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Ben Hogan

the man who made golfing a science

the Ben Hogan swing

William Ben Hogan was born in Stephensville, Texas, on August 13, 1912. He discovered golf while working as a caddy at the Glen Garden Country Club in Fort Worth. There, at age 15, he lost the caddy championship in a playoff to another boy who later achieved greatness, Byron Nelson. When he was 16, Hogan told his mother that he intended to become the greatest golfer in the world.

Hogan began playing professionally at age 19, but didn't start winning regularly until age 28. After years of fighting a severe right-to-left hook, Hogan changed to a controlled left-to-right game. He became obsessed with perfecting his game, and is credited with making almost a science of the game. He studied which clubs to use in given situations. He knew his equipment, how to play all the courses and how to approach each green depending on the location of the pin. He seldom spoke on a course, and sometimes took an exceedingly long time to take a shot. All of his work paid off, however, for Hogan did indeed become one of the greatest golfers to ever play the game.

Between 1938 and 1959, Ben Hogan won 63 professional golf tournaments, despite his career being interrupted by World War II and a near-fatal car accident in 1949. In 1948 alone, Hogan won 10 tournaments, including the U.S. Open at Riviera Country Club. The following winter, a head-on collision with a bus nearly killed him. With a double-fracture of the pelvis, a fractured collar bone, a fractured left ankle, a chipped rib, and near-fatal blood clots, doctors told him he might never walk again, let alone play golf competitively. But Hogan surprised his doctors and amazed his fans when he took second place in the 1950 Los Angeles Open, only 11 months after the accident. Five months later, he won his second U.S. Open Champsionship. He went on to garner 12 more PGA Tour wins (including 6 Majors) before recurrent problems with his legs (lasting memories of the injuries suffered in his accident) eventually forced him to give up the game he loved in 1967.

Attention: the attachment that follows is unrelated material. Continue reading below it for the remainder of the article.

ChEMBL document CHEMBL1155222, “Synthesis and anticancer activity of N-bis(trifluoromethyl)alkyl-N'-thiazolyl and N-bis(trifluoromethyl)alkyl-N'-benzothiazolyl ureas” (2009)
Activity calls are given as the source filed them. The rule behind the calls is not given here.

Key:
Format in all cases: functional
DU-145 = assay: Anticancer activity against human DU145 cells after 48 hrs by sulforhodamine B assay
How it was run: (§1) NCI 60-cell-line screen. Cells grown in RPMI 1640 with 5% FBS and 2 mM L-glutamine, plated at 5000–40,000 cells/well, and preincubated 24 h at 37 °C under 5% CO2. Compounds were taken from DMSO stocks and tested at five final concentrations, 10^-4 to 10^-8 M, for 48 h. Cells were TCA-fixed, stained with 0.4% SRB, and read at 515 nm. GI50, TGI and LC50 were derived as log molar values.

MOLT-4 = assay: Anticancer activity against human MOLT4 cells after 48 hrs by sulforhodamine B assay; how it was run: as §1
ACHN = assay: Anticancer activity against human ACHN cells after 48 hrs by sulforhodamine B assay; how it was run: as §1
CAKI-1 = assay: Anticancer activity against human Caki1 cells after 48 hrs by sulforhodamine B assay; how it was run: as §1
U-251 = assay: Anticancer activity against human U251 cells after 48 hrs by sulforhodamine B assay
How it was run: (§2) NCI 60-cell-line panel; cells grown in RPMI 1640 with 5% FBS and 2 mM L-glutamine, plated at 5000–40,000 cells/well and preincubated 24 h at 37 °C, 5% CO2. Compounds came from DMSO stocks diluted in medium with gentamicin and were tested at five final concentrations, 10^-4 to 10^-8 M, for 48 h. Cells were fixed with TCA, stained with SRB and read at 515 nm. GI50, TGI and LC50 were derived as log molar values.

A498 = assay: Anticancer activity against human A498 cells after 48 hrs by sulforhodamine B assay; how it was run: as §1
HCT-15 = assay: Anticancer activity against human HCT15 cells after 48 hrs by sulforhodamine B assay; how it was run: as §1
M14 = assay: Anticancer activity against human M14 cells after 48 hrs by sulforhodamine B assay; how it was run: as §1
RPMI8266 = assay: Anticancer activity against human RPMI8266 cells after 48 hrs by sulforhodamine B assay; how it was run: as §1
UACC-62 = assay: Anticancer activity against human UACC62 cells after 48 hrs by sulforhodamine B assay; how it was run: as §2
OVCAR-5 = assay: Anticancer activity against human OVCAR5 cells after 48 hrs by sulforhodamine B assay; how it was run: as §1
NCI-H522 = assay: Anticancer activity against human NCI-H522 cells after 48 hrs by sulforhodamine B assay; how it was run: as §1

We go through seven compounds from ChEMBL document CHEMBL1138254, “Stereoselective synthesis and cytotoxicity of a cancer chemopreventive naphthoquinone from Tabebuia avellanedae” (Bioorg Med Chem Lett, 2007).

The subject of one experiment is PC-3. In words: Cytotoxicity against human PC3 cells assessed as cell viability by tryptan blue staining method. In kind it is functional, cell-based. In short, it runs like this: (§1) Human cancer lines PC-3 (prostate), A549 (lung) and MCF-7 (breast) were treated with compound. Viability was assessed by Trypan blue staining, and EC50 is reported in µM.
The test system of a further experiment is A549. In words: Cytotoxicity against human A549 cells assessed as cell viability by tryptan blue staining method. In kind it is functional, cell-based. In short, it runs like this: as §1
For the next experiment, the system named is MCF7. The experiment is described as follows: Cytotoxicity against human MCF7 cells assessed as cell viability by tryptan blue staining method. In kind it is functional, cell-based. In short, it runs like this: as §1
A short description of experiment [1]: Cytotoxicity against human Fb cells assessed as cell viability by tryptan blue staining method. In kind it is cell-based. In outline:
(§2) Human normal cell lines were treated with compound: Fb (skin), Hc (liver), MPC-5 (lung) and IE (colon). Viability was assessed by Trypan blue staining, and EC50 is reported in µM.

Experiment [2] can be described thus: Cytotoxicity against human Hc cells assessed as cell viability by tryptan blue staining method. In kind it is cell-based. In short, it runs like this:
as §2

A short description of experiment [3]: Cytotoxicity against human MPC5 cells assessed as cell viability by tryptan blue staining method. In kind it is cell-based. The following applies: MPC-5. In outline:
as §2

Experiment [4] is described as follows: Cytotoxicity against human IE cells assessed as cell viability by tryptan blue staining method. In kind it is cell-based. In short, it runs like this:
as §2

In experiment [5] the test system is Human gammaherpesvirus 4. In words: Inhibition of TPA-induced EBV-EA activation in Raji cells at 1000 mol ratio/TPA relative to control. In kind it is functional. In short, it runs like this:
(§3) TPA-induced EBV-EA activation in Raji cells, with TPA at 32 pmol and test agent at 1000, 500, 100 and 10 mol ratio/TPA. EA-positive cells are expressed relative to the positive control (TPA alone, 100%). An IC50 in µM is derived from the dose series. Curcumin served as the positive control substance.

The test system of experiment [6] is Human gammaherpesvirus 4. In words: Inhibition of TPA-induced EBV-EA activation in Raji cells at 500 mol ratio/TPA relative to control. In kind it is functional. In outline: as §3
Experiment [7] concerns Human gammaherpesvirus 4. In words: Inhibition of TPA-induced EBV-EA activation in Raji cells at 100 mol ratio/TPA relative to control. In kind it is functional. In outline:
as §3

During his career, Hogan played on two U.S. Ryder Cup teams (1947 and 1951), won the Vardon Trophy for lowest scoring average three times (1940, 1941, and 1948), and won the 1953 Hickok Belt as the top professional athlete of the year in the United States. His Modern Fundamentals: The Five Lessons of Golf was initially released as a five-part series beginning in the March 1957 issue of Sports Illustrated, and was printed in book form later that same year. Now in its 64th printing, the book is said to be the best selling golf book ever published.

After retiring from active play, Hogan founded the Ben Hogan Golf Equipment Company, which quickly became known for producing some of the best-designed and best-built clubs in the country. He was inducted into the World Golf Hall of Fame in 1974, and was voted the Bob Jones Award, the highest honor given by the United States Golf Association, in 1976.

Ben Hogan died in Fort Worth on July 25, 1997.

See Also

World War II

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This page was last updated on August 13, 2018.